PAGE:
Firelei Báez celebrates the Caribbean diaspora

Dan Duray (Art Basel) writes, “In her intricate pieces, the Dominican Republic-born, Bronx-based painter taps into mythology, biology, and tradition.” [Firelei Báez is represented by James Cohan, New York City, and Kavi Gupta, Chicago.]

The Caribbean is never far in Miami. You feel it as you huddle under an awning and wait for a downpour to pass. It is that flavor in your cocktail not listed in the ingredients. Miami cherishes its elaborate construction projects, but like a coconut on the highway, its Caribbean spirits always manage to make their presence known.

Such spirits have lately been a focus for Bronx-based painter Firelei Báez, who grew up in Miami, and whose work appears in ‘Forecast Form: Art in the Caribbean Diaspora, 1990s–Today’, which is on view at the Museum of Contemporary Art Chicago. Undulant and vegetal, her island nymphs squat on maps, and stare at the viewer from eyes set into faces without features, which seem to ask, ‘Why, exactly, do you want to see more?’

Báez is Haitian-Dominican and her work explores the way the Caribbean manages to mingle the biological, sociological, and mythological. The painting of Báez’s that graces the two-story atrium of the MCA Chicago, Drexciya (2020) is a perfect introduction to her work. The title nods to the Detroit techno band of the same name, and the related lore of an Afrofuturist version of Atlantis populated by the descendants of pregnant African women who were thrown overboard from slave ships when they entered labor. She has said that there is something in this of Édouard Glissant’s theory of the ocean as ‘a repository of physical memory’. But you need to know none of this to enjoy the painting. It is possible to stand before it and just admire the brushwork, drinking in the life-affirming colors of its otherworldly psychedelia.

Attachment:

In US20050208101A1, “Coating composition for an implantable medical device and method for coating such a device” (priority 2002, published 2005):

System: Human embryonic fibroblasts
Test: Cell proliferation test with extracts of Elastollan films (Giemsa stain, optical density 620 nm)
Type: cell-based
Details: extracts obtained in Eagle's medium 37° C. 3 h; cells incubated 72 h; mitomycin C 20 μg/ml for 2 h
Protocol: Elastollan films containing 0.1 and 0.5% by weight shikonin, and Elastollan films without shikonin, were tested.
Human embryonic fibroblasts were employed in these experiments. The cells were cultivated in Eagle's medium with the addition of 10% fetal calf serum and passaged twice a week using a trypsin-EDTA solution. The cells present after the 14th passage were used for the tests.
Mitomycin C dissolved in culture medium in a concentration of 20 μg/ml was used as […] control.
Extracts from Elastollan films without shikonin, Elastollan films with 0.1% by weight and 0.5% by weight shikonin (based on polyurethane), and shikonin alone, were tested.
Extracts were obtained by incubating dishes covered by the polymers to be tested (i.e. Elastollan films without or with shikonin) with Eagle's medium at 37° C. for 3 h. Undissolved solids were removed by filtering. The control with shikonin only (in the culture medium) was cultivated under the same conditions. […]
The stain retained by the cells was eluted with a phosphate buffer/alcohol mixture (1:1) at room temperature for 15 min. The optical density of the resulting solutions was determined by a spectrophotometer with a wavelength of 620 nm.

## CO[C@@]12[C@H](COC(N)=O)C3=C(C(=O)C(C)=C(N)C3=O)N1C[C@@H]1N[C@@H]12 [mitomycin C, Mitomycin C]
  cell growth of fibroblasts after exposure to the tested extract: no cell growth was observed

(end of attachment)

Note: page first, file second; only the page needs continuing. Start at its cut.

For the 2018 Berlin Biennale she recreated the crumbling arches of Sans-Souci, a castle in Milot, Haiti, which looks familiar to anyone who’s ever visited Old Havana but feels quite out of place in tidy Berlin. Older projects have included Can I Pass? Introducing the Brown Paper Bag to the Fan Test for the Month of June (2011), which included in her show at Pérez Art Museum Miami and is based on a real 19th century test to determine whiteness. These small paintings reflect Báez’s skin tone, and there is something in these works about her moving to Miami at age 10. ‘There’s a fluidity of color, of race, in the Caribbean,’ she told the Miami New Times. ‘In America, you’re [just B]lack.’

As a New Yorker, my favorite piece of hers is Ciguapa Antillana, me llamo sueño de la madrugada (who more sci-fi than us) (2018) at the subway station in the traditionally Dominican Washington Heights. Ciguapas are a kind of Dominican mythical creatures, beautiful and dangerous. Yet, on the walls of the station, Antellana explodes into flowers collapsing the growth from the solid trunk of a curvy thigh. Has anyone created a better image of what it’s like to come home from work?

‘In most power relationships, you have the victim trying to solve the situation and I don’t want to create narratives of victimhood,’ Báez recently told Art21. ‘I want to flip it.’

[Photo above by Phoebe d’Heurle: Firelei Báez, “Untitled (Terra Nova),” 2020.]

For more artwork and original article, see

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